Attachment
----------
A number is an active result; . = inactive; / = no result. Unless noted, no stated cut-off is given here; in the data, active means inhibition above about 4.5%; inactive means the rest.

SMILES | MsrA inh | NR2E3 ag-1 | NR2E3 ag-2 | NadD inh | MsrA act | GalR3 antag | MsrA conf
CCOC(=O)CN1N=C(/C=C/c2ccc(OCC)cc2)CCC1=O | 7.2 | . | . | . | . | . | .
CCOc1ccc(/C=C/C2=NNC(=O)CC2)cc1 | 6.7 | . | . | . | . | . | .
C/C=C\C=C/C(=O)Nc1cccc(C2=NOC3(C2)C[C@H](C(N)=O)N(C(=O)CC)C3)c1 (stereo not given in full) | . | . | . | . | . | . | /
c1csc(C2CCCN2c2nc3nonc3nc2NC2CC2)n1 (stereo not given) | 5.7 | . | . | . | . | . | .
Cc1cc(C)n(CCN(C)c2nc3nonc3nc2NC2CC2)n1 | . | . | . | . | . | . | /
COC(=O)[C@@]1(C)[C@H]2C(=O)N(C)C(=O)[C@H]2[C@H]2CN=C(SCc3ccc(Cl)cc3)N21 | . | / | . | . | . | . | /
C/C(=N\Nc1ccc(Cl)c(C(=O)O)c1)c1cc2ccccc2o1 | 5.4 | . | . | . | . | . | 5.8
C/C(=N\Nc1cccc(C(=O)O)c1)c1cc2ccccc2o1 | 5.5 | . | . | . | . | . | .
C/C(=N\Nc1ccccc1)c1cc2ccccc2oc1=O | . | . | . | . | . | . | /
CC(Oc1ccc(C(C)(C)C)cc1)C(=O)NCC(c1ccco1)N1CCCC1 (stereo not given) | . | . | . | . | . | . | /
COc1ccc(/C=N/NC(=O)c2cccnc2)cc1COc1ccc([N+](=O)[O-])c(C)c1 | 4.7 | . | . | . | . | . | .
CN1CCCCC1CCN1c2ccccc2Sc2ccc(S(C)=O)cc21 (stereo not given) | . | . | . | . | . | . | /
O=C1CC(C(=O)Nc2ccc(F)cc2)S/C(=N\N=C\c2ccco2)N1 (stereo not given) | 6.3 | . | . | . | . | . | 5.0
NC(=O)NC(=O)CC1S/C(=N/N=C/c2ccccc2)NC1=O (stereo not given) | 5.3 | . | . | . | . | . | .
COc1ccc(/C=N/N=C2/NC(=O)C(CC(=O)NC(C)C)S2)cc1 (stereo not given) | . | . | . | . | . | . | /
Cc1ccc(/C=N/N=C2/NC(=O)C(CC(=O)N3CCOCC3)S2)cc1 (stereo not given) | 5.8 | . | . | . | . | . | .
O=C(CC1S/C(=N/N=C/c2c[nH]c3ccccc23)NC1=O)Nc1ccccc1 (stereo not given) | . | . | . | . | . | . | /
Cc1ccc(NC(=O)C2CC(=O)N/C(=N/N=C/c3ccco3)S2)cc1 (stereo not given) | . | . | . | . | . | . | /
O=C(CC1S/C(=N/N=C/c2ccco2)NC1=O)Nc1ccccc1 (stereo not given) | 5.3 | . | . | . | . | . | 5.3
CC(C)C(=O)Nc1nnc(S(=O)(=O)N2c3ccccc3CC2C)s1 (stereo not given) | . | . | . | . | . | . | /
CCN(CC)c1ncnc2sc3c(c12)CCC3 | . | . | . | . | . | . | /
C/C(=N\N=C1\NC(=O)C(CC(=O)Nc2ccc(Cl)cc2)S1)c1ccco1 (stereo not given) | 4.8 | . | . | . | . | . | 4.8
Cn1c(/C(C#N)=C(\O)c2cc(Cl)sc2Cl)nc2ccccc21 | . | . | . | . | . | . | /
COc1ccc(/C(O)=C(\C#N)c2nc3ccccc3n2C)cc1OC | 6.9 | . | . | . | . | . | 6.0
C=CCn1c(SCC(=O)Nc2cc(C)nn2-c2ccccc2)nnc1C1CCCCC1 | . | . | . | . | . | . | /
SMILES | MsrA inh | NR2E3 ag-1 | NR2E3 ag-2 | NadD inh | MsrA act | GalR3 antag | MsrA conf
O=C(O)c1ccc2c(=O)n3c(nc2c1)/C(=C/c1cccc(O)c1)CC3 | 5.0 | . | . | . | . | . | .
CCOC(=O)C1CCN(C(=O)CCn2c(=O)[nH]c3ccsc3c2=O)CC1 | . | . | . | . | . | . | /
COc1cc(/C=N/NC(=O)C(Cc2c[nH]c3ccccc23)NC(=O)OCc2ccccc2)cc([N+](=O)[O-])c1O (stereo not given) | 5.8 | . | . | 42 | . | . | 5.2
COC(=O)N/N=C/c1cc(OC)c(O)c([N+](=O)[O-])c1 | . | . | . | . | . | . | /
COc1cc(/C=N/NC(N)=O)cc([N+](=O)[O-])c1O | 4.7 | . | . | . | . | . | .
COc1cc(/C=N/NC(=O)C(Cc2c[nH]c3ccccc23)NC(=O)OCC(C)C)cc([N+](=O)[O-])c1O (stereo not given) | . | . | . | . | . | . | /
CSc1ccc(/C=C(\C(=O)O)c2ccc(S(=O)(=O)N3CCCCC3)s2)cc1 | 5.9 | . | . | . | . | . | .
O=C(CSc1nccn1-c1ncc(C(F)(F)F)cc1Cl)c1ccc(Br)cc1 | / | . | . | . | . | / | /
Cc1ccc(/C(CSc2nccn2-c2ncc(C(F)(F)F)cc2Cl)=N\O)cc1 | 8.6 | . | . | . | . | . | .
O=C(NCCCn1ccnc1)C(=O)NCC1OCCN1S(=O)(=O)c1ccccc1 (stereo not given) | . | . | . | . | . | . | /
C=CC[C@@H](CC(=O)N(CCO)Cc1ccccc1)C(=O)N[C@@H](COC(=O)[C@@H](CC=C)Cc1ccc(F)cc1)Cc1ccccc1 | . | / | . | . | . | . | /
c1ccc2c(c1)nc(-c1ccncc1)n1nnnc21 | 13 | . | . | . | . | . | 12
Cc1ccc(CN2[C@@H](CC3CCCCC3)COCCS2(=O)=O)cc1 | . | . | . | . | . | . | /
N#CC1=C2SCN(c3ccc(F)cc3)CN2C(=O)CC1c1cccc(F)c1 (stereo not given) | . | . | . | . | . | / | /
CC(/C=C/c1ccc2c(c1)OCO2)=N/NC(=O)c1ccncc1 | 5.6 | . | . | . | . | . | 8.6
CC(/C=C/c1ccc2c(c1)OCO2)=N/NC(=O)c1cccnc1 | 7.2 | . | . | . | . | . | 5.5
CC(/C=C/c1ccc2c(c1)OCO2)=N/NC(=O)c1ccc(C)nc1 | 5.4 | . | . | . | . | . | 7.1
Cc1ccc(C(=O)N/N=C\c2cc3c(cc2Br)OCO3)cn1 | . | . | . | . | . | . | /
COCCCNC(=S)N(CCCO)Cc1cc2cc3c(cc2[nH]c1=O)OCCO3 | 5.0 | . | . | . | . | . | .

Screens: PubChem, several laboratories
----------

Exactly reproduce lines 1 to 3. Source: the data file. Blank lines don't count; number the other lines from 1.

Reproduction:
A number is an active result; . = inactive; / = no result. Unless noted, no stated cut-off is given here; in the data, active means inhibition above about 4.5%; inactive means the rest.

SMILES | MsrA inh | NR2E3 ag-1 | NR2E3 ag-2 | NadD inh | MsrA act | GalR3 antag | MsrA conf
CCOC(=O)CN1N=C(/C=C/c2ccc(OCC)cc2)CCC1=O | 7.2 | . | . | . | . | . | .